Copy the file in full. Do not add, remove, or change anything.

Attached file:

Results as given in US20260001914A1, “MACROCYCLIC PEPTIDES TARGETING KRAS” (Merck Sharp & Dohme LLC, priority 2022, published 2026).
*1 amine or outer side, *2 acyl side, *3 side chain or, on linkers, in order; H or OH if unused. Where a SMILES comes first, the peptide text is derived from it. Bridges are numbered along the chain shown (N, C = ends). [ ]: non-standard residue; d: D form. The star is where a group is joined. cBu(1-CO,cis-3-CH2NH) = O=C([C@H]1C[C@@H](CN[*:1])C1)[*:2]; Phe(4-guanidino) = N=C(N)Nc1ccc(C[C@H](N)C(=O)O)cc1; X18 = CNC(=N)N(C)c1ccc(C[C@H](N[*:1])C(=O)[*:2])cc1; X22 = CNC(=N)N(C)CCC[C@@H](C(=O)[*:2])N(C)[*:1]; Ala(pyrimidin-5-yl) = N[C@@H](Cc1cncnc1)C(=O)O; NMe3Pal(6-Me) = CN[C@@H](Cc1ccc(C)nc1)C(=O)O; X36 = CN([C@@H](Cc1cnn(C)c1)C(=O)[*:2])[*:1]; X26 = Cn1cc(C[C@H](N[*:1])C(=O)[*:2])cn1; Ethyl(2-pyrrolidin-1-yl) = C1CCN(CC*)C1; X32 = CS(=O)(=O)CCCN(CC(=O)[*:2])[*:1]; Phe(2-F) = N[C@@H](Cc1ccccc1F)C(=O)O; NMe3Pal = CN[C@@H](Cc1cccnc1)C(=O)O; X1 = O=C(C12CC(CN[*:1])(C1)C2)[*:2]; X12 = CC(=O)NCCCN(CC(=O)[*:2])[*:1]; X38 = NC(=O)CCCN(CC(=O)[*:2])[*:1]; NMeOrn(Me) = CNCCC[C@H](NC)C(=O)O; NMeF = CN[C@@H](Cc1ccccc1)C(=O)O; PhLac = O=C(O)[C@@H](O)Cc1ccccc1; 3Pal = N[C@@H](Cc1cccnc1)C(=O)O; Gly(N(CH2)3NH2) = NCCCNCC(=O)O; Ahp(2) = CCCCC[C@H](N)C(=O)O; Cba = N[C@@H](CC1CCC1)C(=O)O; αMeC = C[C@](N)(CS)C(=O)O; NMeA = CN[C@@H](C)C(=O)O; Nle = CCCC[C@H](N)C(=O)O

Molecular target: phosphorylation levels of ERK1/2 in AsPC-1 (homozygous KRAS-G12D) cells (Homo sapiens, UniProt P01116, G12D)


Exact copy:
Results as given in US20260001914A1, “MACROCYCLIC PEPTIDES TARGETING KRAS” (Merck Sharp & Dohme LLC, priority 2022, published 2026).
*1 amine or outer side, *2 acyl side, *3 side chain or, on linkers, in order; H or OH if unused. Where a SMILES comes first, the peptide text is derived from it. Bridges are numbered along the chain shown (N, C = ends). [ ]: non-standard residue; d: D form. The star is where a group is joined. cBu(1-CO,cis-3-CH2NH) = O=C([C@H]1C[C@@H](CN[*:1])C1)[*:2]; Phe(4-guanidino) = N=C(N)Nc1ccc(C[C@H](N)C(=O)O)cc1; X18 = CNC(=N)N(C)c1ccc(C[C@H](N[*:1])C(=O)[*:2])cc1; X22 = CNC(=N)N(C)CCC[C@@H](C(=O)[*:2])N(C)[*:1]; Ala(pyrimidin-5-yl) = N[C@@H](Cc1cncnc1)C(=O)O; NMe3Pal(6-Me) = CN[C@@H](Cc1ccc(C)nc1)C(=O)O; X36 = CN([C@@H](Cc1cnn(C)c1)C(=O)[*:2])[*:1]; X26 = Cn1cc(C[C@H](N[*:1])C(=O)[*:2])cn1; Ethyl(2-pyrrolidin-1-yl) = C1CCN(CC*)C1; X32 = CS(=O)(=O)CCCN(CC(=O)[*:2])[*:1]; Phe(2-F) = N[C@@H](Cc1ccccc1F)C(=O)O; NMe3Pal = CN[C@@H](Cc1cccnc1)C(=O)O; X1 = O=C(C12CC(CN[*:1])(C1)C2)[*:2]; X12 = CC(=O)NCCCN(CC(=O)[*:2])[*:1]; X38 = NC(=O)CCCN(CC(=O)[*:2])[*:1]; NMeOrn(Me) = CNCCC[C@H](NC)C(=O)O; NMeF = CN[C@@H](Cc1ccccc1)C(=O)O; PhLac = O=C(O)[C@@H](O)Cc1ccccc1; 3Pal = N[C@@H](Cc1cccnc1)C(=O)O; Gly(N(CH2)3NH2) = NCCCNCC(=O)O; Ahp(2) = CCCCC[C@H](N)C(=O)O; Cba = N[C@@H](CC1CCC1)C(=O)O; αMeC = C[C@](N)(CS)C(=O)O; NMeA = CN[C@@H](C)C(=O)O; Nle = CCCC[C@H](N)C(=O)O

Molecular target: phosphorylation levels of ERK1/2 in AsPC-1 (homozygous KRAS-G12D) cells (Homo sapiens, UniProt P01116, G12D)